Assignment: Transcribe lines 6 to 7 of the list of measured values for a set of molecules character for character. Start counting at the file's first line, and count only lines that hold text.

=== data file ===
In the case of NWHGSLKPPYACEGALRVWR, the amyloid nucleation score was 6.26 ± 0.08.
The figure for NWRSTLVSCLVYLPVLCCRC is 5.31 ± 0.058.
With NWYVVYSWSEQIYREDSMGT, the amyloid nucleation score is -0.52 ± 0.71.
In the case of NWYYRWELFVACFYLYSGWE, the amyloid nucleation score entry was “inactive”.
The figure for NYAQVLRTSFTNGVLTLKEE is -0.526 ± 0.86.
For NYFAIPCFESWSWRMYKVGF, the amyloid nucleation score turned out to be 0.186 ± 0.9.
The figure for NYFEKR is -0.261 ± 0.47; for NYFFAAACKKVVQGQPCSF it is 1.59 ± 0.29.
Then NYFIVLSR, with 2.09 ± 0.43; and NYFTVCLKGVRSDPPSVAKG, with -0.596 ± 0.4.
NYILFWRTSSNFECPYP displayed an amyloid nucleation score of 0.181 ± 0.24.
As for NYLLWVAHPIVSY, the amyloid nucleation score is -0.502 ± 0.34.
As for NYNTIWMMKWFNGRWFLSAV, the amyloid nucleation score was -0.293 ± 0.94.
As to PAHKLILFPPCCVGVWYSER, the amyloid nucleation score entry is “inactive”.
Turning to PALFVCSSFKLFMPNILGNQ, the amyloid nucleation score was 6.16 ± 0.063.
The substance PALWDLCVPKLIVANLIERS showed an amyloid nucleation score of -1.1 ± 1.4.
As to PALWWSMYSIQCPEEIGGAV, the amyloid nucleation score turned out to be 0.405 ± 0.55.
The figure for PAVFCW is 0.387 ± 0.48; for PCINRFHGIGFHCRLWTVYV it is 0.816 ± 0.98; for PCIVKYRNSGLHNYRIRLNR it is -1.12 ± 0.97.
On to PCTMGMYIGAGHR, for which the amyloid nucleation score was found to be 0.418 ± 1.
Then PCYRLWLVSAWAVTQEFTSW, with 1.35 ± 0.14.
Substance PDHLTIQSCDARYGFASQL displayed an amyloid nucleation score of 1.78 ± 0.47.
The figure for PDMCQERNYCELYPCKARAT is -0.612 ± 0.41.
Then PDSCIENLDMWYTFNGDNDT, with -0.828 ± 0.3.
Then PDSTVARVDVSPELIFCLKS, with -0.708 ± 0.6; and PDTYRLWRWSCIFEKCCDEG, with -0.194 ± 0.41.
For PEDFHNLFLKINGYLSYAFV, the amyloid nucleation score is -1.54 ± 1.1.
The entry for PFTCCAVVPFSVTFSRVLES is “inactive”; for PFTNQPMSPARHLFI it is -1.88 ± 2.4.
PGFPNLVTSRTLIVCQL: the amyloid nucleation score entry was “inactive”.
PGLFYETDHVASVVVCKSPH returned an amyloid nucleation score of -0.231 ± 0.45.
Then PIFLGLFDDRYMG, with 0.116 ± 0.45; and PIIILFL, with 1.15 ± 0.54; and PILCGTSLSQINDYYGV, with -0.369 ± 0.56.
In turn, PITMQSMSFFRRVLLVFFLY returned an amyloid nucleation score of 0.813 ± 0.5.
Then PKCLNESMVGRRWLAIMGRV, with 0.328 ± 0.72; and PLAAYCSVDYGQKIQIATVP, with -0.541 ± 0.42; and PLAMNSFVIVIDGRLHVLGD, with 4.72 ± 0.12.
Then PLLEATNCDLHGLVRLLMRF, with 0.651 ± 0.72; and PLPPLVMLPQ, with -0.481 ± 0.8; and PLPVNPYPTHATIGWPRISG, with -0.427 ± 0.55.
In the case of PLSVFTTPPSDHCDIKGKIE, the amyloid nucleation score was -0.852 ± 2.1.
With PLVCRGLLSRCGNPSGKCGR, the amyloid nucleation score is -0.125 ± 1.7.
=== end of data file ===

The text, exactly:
For NYFAIPCFESWSWRMYKVGF, the amyloid nucleation score turned out to be 0.186 ± 0.9.
The figure for NYFEKR is -0.261 ± 0.47; for NYFFAAACKKVVQGQPCSF it is 1.59 ± 0.29.